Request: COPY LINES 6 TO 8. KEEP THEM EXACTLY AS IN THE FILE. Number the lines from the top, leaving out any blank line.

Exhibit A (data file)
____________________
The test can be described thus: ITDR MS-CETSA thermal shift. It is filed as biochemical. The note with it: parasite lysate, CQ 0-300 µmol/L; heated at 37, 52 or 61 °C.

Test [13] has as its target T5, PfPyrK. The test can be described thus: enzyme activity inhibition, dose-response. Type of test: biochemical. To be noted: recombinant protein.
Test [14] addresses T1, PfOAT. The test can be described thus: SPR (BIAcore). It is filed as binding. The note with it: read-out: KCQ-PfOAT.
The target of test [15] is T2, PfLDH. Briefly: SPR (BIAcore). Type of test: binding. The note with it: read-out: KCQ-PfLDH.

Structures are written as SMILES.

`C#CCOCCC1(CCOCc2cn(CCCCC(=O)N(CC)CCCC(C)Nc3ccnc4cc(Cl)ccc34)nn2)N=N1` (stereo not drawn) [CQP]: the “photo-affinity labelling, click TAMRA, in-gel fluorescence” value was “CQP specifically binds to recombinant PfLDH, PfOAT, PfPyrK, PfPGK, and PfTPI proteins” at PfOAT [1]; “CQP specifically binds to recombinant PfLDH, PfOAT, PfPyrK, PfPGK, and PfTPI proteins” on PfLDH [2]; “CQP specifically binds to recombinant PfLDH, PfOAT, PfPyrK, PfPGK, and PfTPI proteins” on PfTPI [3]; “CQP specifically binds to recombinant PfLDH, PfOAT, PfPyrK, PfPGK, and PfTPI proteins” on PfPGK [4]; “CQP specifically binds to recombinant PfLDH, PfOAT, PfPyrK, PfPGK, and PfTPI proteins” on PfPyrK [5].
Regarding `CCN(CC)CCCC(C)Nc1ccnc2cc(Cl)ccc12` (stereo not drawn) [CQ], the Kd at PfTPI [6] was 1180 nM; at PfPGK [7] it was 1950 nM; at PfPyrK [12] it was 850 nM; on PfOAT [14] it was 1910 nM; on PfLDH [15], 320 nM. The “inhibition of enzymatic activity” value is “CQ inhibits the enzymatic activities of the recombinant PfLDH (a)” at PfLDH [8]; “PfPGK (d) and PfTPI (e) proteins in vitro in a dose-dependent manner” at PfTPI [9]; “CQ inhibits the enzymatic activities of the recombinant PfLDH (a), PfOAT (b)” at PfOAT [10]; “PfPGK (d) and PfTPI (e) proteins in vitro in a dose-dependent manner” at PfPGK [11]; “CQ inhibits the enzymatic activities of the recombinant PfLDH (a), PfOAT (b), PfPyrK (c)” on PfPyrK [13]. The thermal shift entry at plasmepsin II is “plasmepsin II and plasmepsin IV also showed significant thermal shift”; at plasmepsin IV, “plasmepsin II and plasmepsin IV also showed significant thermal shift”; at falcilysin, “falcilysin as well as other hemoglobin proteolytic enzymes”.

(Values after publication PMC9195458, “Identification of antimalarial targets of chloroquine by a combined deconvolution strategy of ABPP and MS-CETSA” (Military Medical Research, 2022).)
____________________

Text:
`C#CCOCCC1(CCOCc2cn(CCCCC(=O)N(CC)CCCC(C)Nc3ccnc4cc(Cl)ccc34)nn2)N=N1` (stereo not drawn) [CQP]: the “photo-affinity labelling, click TAMRA, in-gel fluorescence” value was “CQP specifically binds to recombinant PfLDH, PfOAT, PfPyrK, PfPGK, and PfTPI proteins” at PfOAT [1]; “CQP specifically binds to recombinant PfLDH, PfOAT, PfPyrK, PfPGK, and PfTPI proteins” on PfLDH [2]; “CQP specifically binds to recombinant PfLDH, PfOAT, PfPyrK, PfPGK, and PfTPI proteins” on PfTPI [3]; “CQP specifically binds to recombinant PfLDH, PfOAT, PfPyrK, PfPGK, and PfTPI proteins” on PfPGK [4]; “CQP specifically binds to recombinant PfLDH, PfOAT, PfPyrK, PfPGK, and PfTPI proteins” on PfPyrK [5].
Regarding `CCN(CC)CCCC(C)Nc1ccnc2cc(Cl)ccc12` (stereo not drawn) [CQ], the Kd at PfTPI [6] was 1180 nM; at PfPGK [7] it was 1950 nM; at PfPyrK [12] it was 850 nM; on PfOAT [14] it was 1910 nM; on PfLDH [15], 320 nM. The “inhibition of enzymatic activity” value is “CQ inhibits the enzymatic activities of the recombinant PfLDH (a)” at PfLDH [8]; “PfPGK (d) and PfTPI (e) proteins in vitro in a dose-dependent manner” at PfTPI [9]; “CQ inhibits the enzymatic activities of the recombinant PfLDH (a), PfOAT (b)” at PfOAT [10]; “PfPGK (d) and PfTPI (e) proteins in vitro in a dose-dependent manner” at PfPGK [11]; “CQ inhibits the enzymatic activities of the recombinant PfLDH (a), PfOAT (b), PfPyrK (c)” on PfPyrK [13]. The thermal shift entry at plasmepsin II is “plasmepsin II and plasmepsin IV also showed significant thermal shift”; at plasmepsin IV, “plasmepsin II and plasmepsin IV also showed significant thermal shift”; at falcilysin, “falcilysin as well as other hemoglobin proteolytic enzymes”.

(Values after publication PMC9195458, “Identification of antimalarial targets of chloroquine by a combined deconvolution strategy of ABPP and MS-CETSA” (Military Medical Research, 2022).)